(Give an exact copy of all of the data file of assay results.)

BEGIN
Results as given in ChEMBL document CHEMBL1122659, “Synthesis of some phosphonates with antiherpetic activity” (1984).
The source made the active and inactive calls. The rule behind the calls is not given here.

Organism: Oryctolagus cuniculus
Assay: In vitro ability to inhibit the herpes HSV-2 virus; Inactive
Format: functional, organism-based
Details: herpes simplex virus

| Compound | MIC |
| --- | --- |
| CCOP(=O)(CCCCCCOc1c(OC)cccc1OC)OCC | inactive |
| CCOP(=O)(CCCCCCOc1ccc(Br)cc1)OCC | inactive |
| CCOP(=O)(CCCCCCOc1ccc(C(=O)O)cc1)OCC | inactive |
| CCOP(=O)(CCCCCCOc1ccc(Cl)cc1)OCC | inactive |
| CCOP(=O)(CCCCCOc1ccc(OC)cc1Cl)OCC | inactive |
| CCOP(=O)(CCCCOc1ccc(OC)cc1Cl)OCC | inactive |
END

Results as given in ChEMBL document CHEMBL1122659, “Synthesis of some phosphonates with antiherpetic activity” (1984).
The source made the active and inactive calls. The rule behind the calls is not given here.

Organism: Oryctolagus cuniculus
Assay: In vitro ability to inhibit the herpes HSV-2 virus; Inactive
Format: functional, organism-based
Details: herpes simplex virus

| Compound | MIC |
| --- | --- |
| CCOP(=O)(CCCCCCOc1c(OC)cccc1OC)OCC | inactive |
| CCOP(=O)(CCCCCCOc1ccc(Br)cc1)OCC | inactive |
| CCOP(=O)(CCCCCCOc1ccc(C(=O)O)cc1)OCC | inactive |
| CCOP(=O)(CCCCCCOc1ccc(Cl)cc1)OCC | inactive |
| CCOP(=O)(CCCCCOc1ccc(OC)cc1Cl)OCC | inactive |
| CCOP(=O)(CCCCOc1ccc(OC)cc1Cl)OCC | inactive |